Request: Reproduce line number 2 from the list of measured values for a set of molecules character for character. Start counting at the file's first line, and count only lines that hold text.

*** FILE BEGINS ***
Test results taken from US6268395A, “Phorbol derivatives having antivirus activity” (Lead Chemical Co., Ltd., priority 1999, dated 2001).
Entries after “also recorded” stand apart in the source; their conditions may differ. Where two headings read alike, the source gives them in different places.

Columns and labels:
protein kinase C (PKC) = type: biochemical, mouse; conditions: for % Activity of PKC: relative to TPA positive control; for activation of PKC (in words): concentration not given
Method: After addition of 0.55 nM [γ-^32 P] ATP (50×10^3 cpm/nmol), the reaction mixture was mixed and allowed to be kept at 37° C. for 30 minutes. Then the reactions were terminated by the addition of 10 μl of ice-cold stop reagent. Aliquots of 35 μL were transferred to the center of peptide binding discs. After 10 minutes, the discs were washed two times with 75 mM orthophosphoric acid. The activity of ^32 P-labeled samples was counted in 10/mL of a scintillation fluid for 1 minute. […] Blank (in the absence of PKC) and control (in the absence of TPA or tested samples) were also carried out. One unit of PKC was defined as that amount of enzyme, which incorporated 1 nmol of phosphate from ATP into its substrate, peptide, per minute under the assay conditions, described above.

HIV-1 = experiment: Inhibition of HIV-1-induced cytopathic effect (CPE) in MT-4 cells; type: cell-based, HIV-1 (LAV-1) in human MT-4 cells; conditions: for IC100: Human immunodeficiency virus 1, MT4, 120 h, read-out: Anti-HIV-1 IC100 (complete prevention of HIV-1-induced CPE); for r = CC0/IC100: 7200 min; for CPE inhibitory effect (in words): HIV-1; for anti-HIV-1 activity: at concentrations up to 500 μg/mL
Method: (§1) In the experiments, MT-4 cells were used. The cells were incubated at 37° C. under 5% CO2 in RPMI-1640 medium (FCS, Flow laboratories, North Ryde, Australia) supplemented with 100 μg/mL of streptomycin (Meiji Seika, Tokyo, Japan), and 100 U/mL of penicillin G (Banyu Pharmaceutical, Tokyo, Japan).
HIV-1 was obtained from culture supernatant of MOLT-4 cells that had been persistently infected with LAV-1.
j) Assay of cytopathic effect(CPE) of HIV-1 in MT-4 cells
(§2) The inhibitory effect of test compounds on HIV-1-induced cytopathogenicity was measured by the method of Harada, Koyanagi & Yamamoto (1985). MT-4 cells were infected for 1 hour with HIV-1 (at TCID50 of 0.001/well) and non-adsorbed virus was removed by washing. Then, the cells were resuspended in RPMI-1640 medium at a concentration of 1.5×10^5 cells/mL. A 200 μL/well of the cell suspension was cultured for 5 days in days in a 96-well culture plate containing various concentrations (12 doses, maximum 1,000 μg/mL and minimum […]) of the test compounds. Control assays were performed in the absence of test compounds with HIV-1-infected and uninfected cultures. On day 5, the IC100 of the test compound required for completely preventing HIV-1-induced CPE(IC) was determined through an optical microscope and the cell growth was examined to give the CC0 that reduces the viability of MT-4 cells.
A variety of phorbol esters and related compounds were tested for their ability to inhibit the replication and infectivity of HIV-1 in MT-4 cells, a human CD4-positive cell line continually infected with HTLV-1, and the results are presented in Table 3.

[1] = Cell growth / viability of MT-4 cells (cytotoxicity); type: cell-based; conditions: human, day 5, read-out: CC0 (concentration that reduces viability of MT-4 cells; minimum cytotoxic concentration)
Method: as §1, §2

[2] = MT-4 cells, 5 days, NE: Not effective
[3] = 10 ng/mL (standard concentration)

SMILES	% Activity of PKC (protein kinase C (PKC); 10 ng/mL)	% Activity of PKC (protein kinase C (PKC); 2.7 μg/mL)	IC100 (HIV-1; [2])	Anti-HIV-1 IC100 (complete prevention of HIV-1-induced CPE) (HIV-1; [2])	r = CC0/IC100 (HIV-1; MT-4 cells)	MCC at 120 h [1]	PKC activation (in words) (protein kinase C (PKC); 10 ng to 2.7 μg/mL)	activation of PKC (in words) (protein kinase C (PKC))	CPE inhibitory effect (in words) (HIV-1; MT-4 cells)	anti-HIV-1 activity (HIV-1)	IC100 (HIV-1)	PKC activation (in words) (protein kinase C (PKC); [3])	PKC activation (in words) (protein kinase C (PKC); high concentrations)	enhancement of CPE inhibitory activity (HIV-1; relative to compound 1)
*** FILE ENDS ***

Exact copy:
Entries after “also recorded” stand apart in the source; their conditions may differ. Where two headings read alike, the source gives them in different places.